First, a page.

What you should know before you apply
For prospective teachers, applying for the Teacher Education Assistance for the College and Higher Education grant is an excellent avenue to take to help afford college as well as to acquire job experience. TEACH programs offer opportunities to work at elementary schools, secondary schools, or educational service agencies that serve low income and underprivileged students. Since TEACH offers grants to students, they do not need to be repaid. Grants are essentially “free money” from the federal government. However, it is important to understand what the requirements for TEACH grants are to avoid having these grants turn into long term loan debt.
The Basics of TEACH grants
TEACH grants may be worth up to $4,000 depending on the type of grant and program offered. Before making the decision to apply for these grants, there are a few things you need to know to fit the requirements. TEACH grants are restricted to students who are studying to be teachers. They require hands on work in elementary schools, secondary schools, or working at an educational service agency. The aim of these programs is to serve children of lowincome families, while assisting students with financial aid. In short, TEACH gives crucial hands on job training to students while also serving the community.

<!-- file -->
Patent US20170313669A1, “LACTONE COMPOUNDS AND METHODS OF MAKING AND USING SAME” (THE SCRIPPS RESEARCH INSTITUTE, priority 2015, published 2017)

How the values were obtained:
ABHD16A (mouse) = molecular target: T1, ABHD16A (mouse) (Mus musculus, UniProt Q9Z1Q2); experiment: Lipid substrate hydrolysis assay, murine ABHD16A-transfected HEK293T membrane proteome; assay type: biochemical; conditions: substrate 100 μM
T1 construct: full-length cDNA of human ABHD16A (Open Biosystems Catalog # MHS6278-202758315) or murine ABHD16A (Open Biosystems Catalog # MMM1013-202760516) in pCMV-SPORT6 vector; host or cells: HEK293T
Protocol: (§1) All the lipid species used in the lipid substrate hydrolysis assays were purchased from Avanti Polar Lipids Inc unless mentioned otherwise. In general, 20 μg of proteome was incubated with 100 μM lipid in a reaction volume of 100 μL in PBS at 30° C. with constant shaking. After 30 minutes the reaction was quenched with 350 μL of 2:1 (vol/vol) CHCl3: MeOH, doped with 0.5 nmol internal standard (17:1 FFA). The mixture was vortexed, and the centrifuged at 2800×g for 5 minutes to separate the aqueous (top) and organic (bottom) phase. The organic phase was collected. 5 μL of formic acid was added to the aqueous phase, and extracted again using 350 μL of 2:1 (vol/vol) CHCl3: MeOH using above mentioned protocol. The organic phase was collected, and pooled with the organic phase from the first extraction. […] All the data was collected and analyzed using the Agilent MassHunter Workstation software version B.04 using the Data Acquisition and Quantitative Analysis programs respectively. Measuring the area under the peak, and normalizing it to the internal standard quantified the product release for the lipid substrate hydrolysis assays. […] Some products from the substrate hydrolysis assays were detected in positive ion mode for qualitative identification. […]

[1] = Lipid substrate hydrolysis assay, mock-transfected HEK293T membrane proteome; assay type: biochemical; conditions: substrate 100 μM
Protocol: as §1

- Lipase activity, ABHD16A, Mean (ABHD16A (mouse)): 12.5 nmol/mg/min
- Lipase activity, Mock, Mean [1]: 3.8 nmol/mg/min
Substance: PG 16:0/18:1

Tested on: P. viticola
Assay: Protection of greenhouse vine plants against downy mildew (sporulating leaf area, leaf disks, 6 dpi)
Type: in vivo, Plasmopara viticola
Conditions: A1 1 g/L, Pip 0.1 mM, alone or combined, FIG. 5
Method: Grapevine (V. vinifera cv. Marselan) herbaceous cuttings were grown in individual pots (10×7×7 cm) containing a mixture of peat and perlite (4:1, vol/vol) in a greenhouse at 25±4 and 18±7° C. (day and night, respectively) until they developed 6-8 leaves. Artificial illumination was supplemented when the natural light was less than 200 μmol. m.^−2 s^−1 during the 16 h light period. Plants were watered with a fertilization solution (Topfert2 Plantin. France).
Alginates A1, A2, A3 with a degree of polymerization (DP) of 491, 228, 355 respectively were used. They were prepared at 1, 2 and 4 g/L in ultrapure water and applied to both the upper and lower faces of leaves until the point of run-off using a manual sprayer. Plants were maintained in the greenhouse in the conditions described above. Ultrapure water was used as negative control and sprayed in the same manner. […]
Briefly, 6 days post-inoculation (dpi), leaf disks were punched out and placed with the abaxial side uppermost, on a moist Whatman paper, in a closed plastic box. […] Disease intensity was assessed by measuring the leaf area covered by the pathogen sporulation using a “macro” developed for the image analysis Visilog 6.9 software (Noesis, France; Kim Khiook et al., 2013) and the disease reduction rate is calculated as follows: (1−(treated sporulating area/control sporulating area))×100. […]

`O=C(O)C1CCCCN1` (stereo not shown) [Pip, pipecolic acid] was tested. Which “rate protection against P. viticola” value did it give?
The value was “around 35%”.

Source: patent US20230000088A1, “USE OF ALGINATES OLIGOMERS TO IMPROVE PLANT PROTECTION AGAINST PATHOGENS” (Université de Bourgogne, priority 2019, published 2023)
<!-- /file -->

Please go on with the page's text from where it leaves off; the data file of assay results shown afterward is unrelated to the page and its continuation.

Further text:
Who is eligible for TEACH?
As with all federal financial aid, students must complete the FAFSA in order to receive the TEACH grant. In order to be eligible, students cannot have any loans that are in default. Another requirement is that they must attend a school that participates in the TEACH grant program.
What happens if a student does not qualify for the TEACH grant?
If the student does not qualify for the TEACH grant, then the money that they were granted turns into an unsubsidized Stafford loan. This means that they will have to repay the loan in full along with an interest of 6.8%. Students who have already filled out the application and made the commitment to service should stick to the program in order to avoid having to pay back the loan. Unfortunately, once a grant becomes a loan, it cannot be turned back to being a grant. However, there is a chance that the borrower can suspend or cancel the service obligation if they meet specific requirements.
How to apply
As with all other federal financial aid, students need to apply for the FAFSA. In addition to applying for FAFSA, they would need to complete an agreement to serve as well as complete the required Teach Grant Counseling.
Options are available to help
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